Broadcast legend William “Bill” Reid Rollins has donated $200,000 to Livingstone College to support the genesis of its communications program.
Rollins, former chairman and chief operating officer of Suburban Radio Group, visited the Salisbury campus on April 30 with his attorney, Mark Prak. During a business luncheon in the Hilliard Room, Rollins presented Livingstone President Dr. Jimmy R. Jenkins Sr., with a check for $200,000.
The gift will go toward the college’s proposed communications program.
In making the presentation, Rollins said the donation stemmed from his relationship with Dr. State Alexander, Livingstone’s executive assistant to the president and vice president of communications and public relations. Alexander started his career in the radio industry and worked at WPEG 97.9 FM in Charlotte when Rollins owned the major urban market radio station decades ago.
The two were recently reunited due to a stroke of serendipity. Last year, Rollins was featured on a PBS series highlighting North Carolina broadcast legends. Alexander was having trouble sleeping one night and decided to watch some late-night TV, where on the screen was a rebroadcast of Rollins’ episode.
It has been the vision of Alexander to start a communications program at Livingstone for several years, and he had often thought of reaching out to Rollins to help jumpstart the project.
“Waking up and seeing him on TV was all the confirmation I needed,” Alexander said. He later sent a proposal to Rollins and the rest is the beginning of history in the making.
Rollins, who is former president of the National Association of Broadcasters, is responsible for several TV stations including what is today known as Charlotte’s WJZY Fox 46. His interest in broadcasting began while listening to WAYS AM radio while attending Piedmont Junior High in Charlotte. He used to call the radio station during its record show at night and request songs. He became friends with the telephone operator at the station, and one day the operator asked Rollins if he would fill in answering phones one night so he could attend the local junior-senior prom. That was the first of several jobs there for Rollins.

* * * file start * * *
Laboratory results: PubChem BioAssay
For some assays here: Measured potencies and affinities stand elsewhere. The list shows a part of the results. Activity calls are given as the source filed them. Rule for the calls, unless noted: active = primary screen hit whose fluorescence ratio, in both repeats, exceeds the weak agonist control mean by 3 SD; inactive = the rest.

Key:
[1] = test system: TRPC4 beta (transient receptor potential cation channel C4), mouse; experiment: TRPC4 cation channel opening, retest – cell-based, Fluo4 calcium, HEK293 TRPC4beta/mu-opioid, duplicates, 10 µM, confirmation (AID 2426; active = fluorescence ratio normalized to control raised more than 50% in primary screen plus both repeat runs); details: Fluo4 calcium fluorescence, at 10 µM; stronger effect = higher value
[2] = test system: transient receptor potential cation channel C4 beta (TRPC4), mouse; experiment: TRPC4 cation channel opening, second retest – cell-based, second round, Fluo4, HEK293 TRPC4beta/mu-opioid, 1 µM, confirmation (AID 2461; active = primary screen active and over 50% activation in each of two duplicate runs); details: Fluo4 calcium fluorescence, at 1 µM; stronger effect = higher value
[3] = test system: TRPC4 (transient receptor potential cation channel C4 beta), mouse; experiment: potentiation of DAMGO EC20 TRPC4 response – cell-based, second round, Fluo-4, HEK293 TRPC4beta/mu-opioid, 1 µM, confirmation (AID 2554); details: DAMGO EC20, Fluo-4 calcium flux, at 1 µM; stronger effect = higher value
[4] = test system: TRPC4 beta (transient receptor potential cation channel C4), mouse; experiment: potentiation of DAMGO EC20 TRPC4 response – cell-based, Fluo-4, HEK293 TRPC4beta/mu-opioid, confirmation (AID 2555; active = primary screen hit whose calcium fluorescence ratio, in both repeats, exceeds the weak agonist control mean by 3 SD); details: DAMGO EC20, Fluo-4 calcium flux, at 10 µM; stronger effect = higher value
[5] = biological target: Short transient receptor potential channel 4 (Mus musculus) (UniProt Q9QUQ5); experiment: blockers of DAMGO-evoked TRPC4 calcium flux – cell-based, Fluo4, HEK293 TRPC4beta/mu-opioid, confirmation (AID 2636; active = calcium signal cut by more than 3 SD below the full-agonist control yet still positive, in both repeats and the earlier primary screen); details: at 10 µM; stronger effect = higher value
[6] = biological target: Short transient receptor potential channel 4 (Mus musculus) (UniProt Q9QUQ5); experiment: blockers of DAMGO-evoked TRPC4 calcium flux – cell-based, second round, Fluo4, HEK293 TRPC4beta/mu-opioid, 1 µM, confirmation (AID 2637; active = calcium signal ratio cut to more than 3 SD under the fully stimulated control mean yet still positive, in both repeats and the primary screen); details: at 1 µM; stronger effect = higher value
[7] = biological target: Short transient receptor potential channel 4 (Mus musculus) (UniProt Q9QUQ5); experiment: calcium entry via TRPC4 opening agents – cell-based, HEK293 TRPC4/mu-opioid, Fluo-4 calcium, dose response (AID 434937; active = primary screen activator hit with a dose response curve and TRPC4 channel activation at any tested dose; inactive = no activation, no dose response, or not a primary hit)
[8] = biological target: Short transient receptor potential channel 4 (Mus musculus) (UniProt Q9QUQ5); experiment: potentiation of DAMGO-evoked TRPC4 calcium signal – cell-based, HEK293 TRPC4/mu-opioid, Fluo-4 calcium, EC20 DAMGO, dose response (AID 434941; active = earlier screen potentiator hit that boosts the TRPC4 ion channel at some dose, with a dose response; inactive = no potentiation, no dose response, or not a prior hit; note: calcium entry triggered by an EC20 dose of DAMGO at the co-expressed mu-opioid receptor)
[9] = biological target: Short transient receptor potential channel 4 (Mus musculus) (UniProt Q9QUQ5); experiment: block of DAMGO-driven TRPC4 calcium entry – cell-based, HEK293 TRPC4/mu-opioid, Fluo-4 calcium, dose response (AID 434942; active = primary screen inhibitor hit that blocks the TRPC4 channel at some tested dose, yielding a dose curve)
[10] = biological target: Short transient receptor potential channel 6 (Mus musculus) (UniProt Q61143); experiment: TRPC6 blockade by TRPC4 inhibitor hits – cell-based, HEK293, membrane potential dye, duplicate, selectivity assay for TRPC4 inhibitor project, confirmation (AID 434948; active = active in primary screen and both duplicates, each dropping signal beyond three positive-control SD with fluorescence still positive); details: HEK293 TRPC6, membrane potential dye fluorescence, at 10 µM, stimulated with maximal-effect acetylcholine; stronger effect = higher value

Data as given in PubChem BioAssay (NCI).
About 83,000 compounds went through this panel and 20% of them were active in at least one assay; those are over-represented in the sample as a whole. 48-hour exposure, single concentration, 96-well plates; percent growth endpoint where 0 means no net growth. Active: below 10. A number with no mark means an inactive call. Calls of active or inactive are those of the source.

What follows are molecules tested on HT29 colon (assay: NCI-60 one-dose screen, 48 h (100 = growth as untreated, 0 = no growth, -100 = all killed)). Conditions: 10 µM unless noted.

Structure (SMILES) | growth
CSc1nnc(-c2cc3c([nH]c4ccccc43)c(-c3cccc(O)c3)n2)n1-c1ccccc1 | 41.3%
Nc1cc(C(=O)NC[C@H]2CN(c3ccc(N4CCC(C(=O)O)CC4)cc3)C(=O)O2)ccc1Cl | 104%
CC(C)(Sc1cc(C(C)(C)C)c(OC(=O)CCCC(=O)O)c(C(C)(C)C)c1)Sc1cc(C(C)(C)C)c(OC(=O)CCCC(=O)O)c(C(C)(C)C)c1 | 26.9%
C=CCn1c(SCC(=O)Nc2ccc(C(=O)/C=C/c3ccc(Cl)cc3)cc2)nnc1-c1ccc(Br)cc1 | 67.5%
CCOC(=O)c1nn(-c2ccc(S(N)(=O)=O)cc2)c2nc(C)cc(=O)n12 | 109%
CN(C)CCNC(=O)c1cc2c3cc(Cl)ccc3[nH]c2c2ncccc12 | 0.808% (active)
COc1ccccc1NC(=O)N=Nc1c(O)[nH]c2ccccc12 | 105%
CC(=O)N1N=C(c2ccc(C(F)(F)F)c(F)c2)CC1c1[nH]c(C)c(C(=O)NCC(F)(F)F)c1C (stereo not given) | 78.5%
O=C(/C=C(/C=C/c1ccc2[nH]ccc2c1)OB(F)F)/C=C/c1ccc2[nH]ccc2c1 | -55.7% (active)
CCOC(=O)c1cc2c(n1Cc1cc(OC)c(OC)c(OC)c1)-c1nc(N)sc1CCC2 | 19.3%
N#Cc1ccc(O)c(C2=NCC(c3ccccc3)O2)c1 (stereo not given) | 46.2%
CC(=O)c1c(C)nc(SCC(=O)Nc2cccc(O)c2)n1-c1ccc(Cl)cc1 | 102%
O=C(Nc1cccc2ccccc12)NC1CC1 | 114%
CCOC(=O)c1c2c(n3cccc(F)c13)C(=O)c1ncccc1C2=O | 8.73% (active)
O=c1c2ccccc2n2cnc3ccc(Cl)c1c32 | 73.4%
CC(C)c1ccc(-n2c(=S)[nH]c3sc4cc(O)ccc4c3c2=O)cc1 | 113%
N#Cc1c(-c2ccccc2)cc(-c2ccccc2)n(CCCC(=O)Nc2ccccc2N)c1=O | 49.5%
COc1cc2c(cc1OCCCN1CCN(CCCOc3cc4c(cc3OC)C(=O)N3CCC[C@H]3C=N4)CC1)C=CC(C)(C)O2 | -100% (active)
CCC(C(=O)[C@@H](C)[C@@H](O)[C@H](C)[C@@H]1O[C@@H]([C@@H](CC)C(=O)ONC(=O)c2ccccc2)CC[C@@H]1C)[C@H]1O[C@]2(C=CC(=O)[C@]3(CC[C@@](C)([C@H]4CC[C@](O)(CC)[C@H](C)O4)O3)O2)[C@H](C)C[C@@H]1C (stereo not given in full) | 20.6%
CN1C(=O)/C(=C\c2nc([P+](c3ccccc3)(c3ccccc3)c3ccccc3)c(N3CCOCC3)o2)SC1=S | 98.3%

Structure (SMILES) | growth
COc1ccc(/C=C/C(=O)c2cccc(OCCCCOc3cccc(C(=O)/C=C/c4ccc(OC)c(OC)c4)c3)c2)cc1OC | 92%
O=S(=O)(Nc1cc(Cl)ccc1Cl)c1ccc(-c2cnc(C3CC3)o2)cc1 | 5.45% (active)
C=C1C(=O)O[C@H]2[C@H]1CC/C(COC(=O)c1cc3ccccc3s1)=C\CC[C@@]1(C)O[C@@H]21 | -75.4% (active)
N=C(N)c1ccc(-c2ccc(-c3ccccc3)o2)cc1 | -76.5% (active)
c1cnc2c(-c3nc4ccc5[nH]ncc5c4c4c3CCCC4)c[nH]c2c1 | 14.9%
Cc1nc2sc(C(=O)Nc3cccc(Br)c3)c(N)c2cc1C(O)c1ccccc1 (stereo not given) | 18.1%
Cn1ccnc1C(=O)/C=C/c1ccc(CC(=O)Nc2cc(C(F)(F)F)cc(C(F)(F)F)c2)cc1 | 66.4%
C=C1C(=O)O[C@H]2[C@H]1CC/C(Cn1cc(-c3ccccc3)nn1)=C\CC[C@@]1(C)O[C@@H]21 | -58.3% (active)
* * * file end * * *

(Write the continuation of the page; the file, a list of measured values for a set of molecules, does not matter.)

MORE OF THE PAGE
After military service, Rollins eventually became business partners with another broadcast legend, the late Robert “Bob” Hilker, which led to his role with Suburban Radio. He later got into TV and became an industry leader whose vision made an impact at both the state and national levels.
During the campus visit, Prak, a media attorney who also teaches communications classes at his alma mater, Duke University, met with a group of Livingstone students interested in communications. He spoke about the history of communications and its future as it pertains to social media. He also gave general advice to students on how to differentiate themselves from others in the industry.
Livingstone’s burgeoning campus radio station, WLJZ 107.1 FM, serves as ground zero for the communications program. The station has sparked a lot of interest from students and the community with its hip-hop format, morning show and educational programming.
Keith “Synphany” Anderson, radio station manager, has also transformed part of the station into a broadcast studio, complete with a green screen, teleprompter and news desk for interviews, news and sports programs and campus video messages.
The station is drawing interests from regional and national music artists and record labels. Due to a recent grant, a podcast café will also be built next to the station to aid the communications platform.
“Thanks to Mr. Rollins, Livingstone College can start to cultivate the next generation of leaders in communications,” Jenkins said. “We recognize the value of this industry, especially in this era, and are excited to soon offer students a Bachelor of Arts in communications.”
“This was an extraordinary day in the life of Livingstone College,” Alexander said. “I am excited and proud that William R. Rollins, a legend in broadcasting, desires to support the next generation of communicators, especially in broadcasting.”